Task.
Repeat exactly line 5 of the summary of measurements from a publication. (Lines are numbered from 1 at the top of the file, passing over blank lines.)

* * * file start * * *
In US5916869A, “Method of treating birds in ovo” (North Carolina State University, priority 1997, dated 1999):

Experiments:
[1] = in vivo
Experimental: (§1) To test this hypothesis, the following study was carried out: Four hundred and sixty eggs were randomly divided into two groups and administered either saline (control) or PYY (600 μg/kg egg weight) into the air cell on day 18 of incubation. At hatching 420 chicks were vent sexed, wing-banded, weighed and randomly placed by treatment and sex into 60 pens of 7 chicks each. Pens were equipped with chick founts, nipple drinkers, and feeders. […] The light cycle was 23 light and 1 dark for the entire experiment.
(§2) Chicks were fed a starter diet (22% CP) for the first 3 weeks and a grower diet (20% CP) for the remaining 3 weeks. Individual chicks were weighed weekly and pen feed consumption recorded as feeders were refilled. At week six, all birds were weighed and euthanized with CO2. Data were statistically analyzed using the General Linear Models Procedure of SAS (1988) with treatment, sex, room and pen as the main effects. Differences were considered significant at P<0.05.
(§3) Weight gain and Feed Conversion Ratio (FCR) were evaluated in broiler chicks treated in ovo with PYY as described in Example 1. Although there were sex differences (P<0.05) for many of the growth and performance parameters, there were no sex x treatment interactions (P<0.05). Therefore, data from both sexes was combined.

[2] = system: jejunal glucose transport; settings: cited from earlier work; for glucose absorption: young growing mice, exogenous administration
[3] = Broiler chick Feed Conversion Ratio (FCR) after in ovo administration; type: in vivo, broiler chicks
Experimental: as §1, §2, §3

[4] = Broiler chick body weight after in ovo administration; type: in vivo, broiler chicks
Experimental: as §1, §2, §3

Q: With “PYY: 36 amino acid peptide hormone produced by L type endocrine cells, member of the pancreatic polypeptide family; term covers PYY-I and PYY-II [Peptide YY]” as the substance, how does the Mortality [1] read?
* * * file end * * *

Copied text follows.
(§2) Chicks were fed a starter diet (22% CP) for the first 3 weeks and a grower diet (20% CP) for the remaining 3 weeks. Individual chicks were weighed weekly and pen feed consumption recorded as feeders were refilled. At week six, all birds were weighed and euthanized with CO2. Data were statistically analyzed using the General Linear Models Procedure of SAS (1988) with treatment, sex, room and pen as the main effects. Differences were considered significant at P<0.05.